Barnegat’s Ethan Carrodus is our Warrior of the Week
Townsquare Media and the Jay & Linda Grunin Foundation are teaming up to salute our local heroes with our Warrior of the Week program.
Congratulations to Barnegat's Ethan Carrodus, our Warrior of the Week for the week of February 25th, 2019.
PEARL HARBOR, Hawaii – Most Americans rely on weather forecasts to plan their daily routine. The U.S. Navy is no different. With numerous ships, submarines and airplanes deployed in the U.S. Pacific Fleet’s area of operations, sailors stationed at the Joint Typhoon Warning Center in Pearl Harbor, Hawaii, make it their primary mission to monitor extreme weather conditions in support of the fleet’s daily operations.
Airman Ethan Carrodus, a 2017 Barnegat High School graduate and native of Barneget, New Jersey, has served in the Navy for one year and is one of these sailors serving at the Joint Typhoon Warning Center in Pearl Harbor.
Carrodus credits success in the Navy to many of the lessons learned in Barneget.
“I learned hard work growing up on the Jersey Shore,” said Carrodus. “I used to help demo while flipping houses back home, which helped when I was getting qualified here. I was putting in 10 hour days and it was pretty challenging.”
The Joint Typhoon Warning Center Detachment provides aviation weather support for the INDOPACOM area of responsibility and resource protection to ensure safety of flight and operations for Atsugi, Japan; Commander Fleet Activities Okinawa; Commander Fleet
As a Navy aerographer's mate, Carrodus is responsible for forecasting and tracking typhoons in the Indian and Western Pacific Oceans.
A key element of the Navy the nation needs is tied to the fact that America is a maritime nation, according to Navy officials, and that the nation’s prosperity is tied to the ability to operate freely on the world’s oceans. More than 70 percent of the Earth’s surface is covered by water; 80 percent of the world’s population lives close to a coast; and 90 percent of all global trade by volume travels by sea.
“Naval Oceanography defines and applies the physical environment for the entire Navy fleet from the bottom of the ocean to the stars,” said Rear Adm. John Okon, Commander, Naval Meteorology and Oceanography Command. “There isn't a plane that flies, a ship or a submarine that gets underway without the sailors and civilians of Naval Oceanography.”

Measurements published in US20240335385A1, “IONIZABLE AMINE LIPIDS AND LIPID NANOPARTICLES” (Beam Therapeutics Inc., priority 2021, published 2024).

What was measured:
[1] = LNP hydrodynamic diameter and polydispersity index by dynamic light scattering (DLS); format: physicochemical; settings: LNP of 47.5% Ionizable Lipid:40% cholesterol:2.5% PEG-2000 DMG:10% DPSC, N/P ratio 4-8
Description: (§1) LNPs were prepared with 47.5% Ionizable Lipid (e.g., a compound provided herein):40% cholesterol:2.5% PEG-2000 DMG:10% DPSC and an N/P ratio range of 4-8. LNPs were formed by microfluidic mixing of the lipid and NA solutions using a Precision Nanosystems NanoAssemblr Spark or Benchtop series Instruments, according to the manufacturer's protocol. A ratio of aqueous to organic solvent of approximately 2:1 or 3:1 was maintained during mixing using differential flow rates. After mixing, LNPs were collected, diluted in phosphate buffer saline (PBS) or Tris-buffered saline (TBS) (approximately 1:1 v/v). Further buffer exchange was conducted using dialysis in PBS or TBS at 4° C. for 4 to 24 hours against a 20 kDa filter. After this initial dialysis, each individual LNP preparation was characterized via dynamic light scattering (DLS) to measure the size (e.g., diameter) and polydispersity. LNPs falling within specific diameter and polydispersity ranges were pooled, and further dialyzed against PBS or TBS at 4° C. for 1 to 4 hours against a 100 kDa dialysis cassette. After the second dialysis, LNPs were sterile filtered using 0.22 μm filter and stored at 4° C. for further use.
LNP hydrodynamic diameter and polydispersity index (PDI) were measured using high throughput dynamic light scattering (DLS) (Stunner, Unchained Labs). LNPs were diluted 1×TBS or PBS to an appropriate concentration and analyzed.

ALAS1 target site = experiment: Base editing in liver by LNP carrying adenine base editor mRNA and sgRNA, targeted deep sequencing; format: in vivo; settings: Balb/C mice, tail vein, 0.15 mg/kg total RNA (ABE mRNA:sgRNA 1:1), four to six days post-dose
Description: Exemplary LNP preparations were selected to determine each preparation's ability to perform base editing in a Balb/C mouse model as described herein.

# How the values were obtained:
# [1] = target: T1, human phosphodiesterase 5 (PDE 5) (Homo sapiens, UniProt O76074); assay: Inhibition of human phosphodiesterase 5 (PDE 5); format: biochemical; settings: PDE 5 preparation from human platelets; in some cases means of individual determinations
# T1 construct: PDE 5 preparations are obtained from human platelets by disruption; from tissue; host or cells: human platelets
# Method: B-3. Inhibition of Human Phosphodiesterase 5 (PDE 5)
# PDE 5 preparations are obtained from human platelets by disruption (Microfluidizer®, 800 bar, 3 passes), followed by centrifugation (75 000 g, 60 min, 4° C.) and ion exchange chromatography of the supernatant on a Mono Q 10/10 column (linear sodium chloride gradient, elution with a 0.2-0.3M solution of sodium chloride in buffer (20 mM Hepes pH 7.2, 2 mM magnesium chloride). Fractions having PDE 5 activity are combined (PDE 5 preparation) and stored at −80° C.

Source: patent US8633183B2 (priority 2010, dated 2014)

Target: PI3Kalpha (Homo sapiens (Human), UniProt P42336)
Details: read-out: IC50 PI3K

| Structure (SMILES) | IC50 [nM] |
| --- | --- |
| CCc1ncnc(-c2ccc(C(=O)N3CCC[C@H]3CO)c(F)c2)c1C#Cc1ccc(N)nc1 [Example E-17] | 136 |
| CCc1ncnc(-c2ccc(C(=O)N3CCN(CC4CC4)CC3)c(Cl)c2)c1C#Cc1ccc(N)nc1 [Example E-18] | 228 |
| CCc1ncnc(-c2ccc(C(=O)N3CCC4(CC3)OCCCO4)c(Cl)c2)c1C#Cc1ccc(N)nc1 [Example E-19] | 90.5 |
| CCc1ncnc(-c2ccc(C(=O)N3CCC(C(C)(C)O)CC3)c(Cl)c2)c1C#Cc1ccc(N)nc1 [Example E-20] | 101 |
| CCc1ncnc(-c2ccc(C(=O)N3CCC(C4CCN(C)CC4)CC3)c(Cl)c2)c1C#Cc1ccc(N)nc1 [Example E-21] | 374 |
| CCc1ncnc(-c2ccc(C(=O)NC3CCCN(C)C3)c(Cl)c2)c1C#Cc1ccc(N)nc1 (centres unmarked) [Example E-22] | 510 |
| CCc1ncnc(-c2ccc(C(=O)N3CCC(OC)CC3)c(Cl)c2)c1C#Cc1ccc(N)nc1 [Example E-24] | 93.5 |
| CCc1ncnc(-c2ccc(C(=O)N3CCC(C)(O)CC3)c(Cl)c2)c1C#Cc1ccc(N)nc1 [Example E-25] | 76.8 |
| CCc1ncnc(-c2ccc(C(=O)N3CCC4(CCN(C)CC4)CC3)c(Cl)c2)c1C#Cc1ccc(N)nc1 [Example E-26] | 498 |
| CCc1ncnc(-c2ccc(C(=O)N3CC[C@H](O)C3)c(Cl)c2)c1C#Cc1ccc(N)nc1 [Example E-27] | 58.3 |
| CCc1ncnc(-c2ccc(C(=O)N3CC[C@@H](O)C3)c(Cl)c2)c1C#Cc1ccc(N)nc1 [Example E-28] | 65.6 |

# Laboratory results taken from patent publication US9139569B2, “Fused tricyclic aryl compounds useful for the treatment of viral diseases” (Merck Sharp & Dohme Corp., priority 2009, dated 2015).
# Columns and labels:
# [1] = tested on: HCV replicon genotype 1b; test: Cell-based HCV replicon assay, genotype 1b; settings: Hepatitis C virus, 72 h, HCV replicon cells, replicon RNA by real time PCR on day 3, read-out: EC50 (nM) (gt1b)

The U.S. Pacific Fleet is the world’s largest fleet command, encompassing 100 million square miles, nearly half the Earth’s surface, from Antarctica to the Arctic Circle and from the West Coast of the United States into the Indian Ocean.
Though there are many ways for sailors to earn distinction in their command, community, and career, Carrodus is most proud of earning the Geophysical Technician Qualification.
“It is a specialized job and a very small percentage of people actually get to do it,” said Carrodus. “I help the forcasters in tracking the storms in areas of interest. It's a pretty cool job.”
Being stationed in Hawaii, often referred to in defense circles as the gateway to the Pacific, means Carrodus is serving in a part of the world taking on a new importance in America’s focus on rebuilding military readiness, strengthening alliances and reforming business practices in support of the National Defense Strategy.
“Our priorities center on people, capabilities and processes, and will be achieved by our focus on speed, value, results and partnerships,” said Secretary of the Navy Richard V. Spencer. “Readiness, lethality and modernization are the requirements driving these priorities.”
The Pacific is home to more than 50 percent of the world's population, many of the world's largest and smallest economies, several of the world's largest militaries, and many U.S. allies. The Navy has been pivotal in helping maintain peace and stability in the Pacific region for decades.
Serving in the Navy is a continuing tradition of military service for Carrodus, who has military ties with family members who have previously served. Carrodus is honored to carry on that family tradition.
“My dad and grandpa both served in the Navy. My grandpa was a master chief yeoman,” said Carrodus. “My parents are definitely proud of me continuing the family tradion. I wouldn’t force my future children to serve, but I would definitely be proud of them serving.”
As a member of one of the U.S. Navy’s most relied-upon assets, Carrodus and other sailors know they are part of a legacy that will last beyond their lifetimes providing the Navy the nation needs.
“I have a self purpose thing going on right now,” added Carrodus. “Serving in the Navy gives me a purpose and pride in life.”
By Mass Communication Specialist 2nd Class Brian T. Glunt, Navy Office of Community Outreach
U.S. Navy photo by Mass Communication Specialist 1st Class Rusty Pang
Congratulations to Ethan Carrodus, our Warrior of the Week.
Do you know a deserving past or present military member? Nominate them now. Every Military Monday, we’ll share one of the nominations and honor that person as our Warrior of the Week.
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